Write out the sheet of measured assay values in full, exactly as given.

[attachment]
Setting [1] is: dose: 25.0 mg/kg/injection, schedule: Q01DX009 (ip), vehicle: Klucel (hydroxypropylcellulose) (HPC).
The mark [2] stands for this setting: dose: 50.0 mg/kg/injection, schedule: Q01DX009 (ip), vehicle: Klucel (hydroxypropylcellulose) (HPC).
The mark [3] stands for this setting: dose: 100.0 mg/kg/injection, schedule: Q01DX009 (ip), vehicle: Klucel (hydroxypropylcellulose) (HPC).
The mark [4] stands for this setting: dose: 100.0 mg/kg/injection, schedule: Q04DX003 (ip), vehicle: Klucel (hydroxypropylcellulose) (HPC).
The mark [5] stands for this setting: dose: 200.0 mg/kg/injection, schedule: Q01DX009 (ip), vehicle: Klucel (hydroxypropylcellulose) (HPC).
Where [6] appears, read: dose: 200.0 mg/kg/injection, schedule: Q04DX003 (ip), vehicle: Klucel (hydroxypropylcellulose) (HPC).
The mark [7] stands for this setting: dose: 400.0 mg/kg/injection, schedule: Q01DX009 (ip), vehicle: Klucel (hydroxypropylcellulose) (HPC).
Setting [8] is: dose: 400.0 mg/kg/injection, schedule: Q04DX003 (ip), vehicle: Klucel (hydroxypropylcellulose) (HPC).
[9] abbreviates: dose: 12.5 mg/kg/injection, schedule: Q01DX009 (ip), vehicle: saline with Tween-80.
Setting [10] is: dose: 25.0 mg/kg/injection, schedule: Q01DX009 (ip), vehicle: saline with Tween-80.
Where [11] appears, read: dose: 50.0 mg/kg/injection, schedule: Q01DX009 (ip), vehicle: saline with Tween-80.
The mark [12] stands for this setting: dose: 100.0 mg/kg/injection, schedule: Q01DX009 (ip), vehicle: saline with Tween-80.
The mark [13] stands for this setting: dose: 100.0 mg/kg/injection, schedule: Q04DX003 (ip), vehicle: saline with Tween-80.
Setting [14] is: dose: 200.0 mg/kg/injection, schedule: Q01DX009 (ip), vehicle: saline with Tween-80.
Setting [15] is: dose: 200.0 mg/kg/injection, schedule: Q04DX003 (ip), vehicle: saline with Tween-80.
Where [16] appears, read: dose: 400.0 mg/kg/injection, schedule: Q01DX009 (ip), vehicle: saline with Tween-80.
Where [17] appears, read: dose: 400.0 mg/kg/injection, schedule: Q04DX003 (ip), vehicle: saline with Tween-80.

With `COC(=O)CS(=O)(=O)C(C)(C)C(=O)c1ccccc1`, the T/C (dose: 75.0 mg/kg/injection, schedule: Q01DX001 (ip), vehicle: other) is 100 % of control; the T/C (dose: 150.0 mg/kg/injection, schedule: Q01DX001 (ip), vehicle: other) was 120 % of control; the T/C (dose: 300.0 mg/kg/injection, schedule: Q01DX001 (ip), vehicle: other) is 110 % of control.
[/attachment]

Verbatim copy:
Setting [1] is: dose: 25.0 mg/kg/injection, schedule: Q01DX009 (ip), vehicle: Klucel (hydroxypropylcellulose) (HPC).
The mark [2] stands for this setting: dose: 50.0 mg/kg/injection, schedule: Q01DX009 (ip), vehicle: Klucel (hydroxypropylcellulose) (HPC).
The mark [3] stands for this setting: dose: 100.0 mg/kg/injection, schedule: Q01DX009 (ip), vehicle: Klucel (hydroxypropylcellulose) (HPC).
The mark [4] stands for this setting: dose: 100.0 mg/kg/injection, schedule: Q04DX003 (ip), vehicle: Klucel (hydroxypropylcellulose) (HPC).
The mark [5] stands for this setting: dose: 200.0 mg/kg/injection, schedule: Q01DX009 (ip), vehicle: Klucel (hydroxypropylcellulose) (HPC).
Where [6] appears, read: dose: 200.0 mg/kg/injection, schedule: Q04DX003 (ip), vehicle: Klucel (hydroxypropylcellulose) (HPC).
The mark [7] stands for this setting: dose: 400.0 mg/kg/injection, schedule: Q01DX009 (ip), vehicle: Klucel (hydroxypropylcellulose) (HPC).
Setting [8] is: dose: 400.0 mg/kg/injection, schedule: Q04DX003 (ip), vehicle: Klucel (hydroxypropylcellulose) (HPC).
[9] abbreviates: dose: 12.5 mg/kg/injection, schedule: Q01DX009 (ip), vehicle: saline with Tween-80.
Setting [10] is: dose: 25.0 mg/kg/injection, schedule: Q01DX009 (ip), vehicle: saline with Tween-80.
Where [11] appears, read: dose: 50.0 mg/kg/injection, schedule: Q01DX009 (ip), vehicle: saline with Tween-80.
The mark [12] stands for this setting: dose: 100.0 mg/kg/injection, schedule: Q01DX009 (ip), vehicle: saline with Tween-80.
The mark [13] stands for this setting: dose: 100.0 mg/kg/injection, schedule: Q04DX003 (ip), vehicle: saline with Tween-80.
Setting [14] is: dose: 200.0 mg/kg/injection, schedule: Q01DX009 (ip), vehicle: saline with Tween-80.
Setting [15] is: dose: 200.0 mg/kg/injection, schedule: Q04DX003 (ip), vehicle: saline with Tween-80.
Where [16] appears, read: dose: 400.0 mg/kg/injection, schedule: Q01DX009 (ip), vehicle: saline with Tween-80.
Where [17] appears, read: dose: 400.0 mg/kg/injection, schedule: Q04DX003 (ip), vehicle: saline with Tween-80.

With `COC(=O)CS(=O)(=O)C(C)(C)C(=O)c1ccccc1`, the T/C (dose: 75.0 mg/kg/injection, schedule: Q01DX001 (ip), vehicle: other) is 100 % of control; the T/C (dose: 150.0 mg/kg/injection, schedule: Q01DX001 (ip), vehicle: other) was 120 % of control; the T/C (dose: 300.0 mg/kg/injection, schedule: Q01DX001 (ip), vehicle: other) is 110 % of control.